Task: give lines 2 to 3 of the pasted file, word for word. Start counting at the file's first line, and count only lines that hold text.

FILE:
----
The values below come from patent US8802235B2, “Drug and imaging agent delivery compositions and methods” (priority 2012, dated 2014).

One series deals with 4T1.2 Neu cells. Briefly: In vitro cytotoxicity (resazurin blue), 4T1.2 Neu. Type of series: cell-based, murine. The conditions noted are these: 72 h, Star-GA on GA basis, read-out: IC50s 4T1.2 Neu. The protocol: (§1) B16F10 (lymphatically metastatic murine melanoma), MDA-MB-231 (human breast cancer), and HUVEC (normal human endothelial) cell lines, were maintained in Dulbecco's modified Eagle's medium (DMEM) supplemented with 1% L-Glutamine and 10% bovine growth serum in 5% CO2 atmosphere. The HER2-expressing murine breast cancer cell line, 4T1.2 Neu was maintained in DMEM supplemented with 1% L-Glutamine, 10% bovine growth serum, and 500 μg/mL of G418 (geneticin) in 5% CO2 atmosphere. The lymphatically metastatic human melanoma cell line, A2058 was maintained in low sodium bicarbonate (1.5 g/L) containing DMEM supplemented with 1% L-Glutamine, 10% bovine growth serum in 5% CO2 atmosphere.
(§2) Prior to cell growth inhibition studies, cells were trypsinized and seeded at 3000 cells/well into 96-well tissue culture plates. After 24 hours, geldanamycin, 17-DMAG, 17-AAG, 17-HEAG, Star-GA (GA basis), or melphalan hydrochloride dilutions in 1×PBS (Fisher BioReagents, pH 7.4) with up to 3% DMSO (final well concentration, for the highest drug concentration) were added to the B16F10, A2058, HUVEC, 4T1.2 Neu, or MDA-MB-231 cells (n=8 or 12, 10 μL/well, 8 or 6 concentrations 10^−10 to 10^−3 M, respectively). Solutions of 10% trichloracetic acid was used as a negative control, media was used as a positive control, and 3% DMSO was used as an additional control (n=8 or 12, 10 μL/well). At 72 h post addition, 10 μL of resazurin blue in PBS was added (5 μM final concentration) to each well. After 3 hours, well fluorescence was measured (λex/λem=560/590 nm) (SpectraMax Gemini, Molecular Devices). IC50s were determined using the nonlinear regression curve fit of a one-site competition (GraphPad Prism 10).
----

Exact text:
One series deals with 4T1.2 Neu cells. Briefly: In vitro cytotoxicity (resazurin blue), 4T1.2 Neu. Type of series: cell-based, murine. The conditions noted are these: 72 h, Star-GA on GA basis, read-out: IC50s 4T1.2 Neu. The protocol: (§1) B16F10 (lymphatically metastatic murine melanoma), MDA-MB-231 (human breast cancer), and HUVEC (normal human endothelial) cell lines, were maintained in Dulbecco's modified Eagle's medium (DMEM) supplemented with 1% L-Glutamine and 10% bovine growth serum in 5% CO2 atmosphere. The HER2-expressing murine breast cancer cell line, 4T1.2 Neu was maintained in DMEM supplemented with 1% L-Glutamine, 10% bovine growth serum, and 500 μg/mL of G418 (geneticin) in 5% CO2 atmosphere. The lymphatically metastatic human melanoma cell line, A2058 was maintained in low sodium bicarbonate (1.5 g/L) containing DMEM supplemented with 1% L-Glutamine, 10% bovine growth serum in 5% CO2 atmosphere.
(§2) Prior to cell growth inhibition studies, cells were trypsinized and seeded at 3000 cells/well into 96-well tissue culture plates. After 24 hours, geldanamycin, 17-DMAG, 17-AAG, 17-HEAG, Star-GA (GA basis), or melphalan hydrochloride dilutions in 1×PBS (Fisher BioReagents, pH 7.4) with up to 3% DMSO (final well concentration, for the highest drug concentration) were added to the B16F10, A2058, HUVEC, 4T1.2 Neu, or MDA-MB-231 cells (n=8 or 12, 10 μL/well, 8 or 6 concentrations 10^−10 to 10^−3 M, respectively). Solutions of 10% trichloracetic acid was used as a negative control, media was used as a positive control, and 3% DMSO was used as an additional control (n=8 or 12, 10 μL/well). At 72 h post addition, 10 μL of resazurin blue in PBS was added (5 μM final concentration) to each well. After 3 hours, well fluorescence was measured (λex/λem=560/590 nm) (SpectraMax Gemini, Molecular Devices). IC50s were determined using the nonlinear regression curve fit of a one-site competition (GraphPad Prism 10).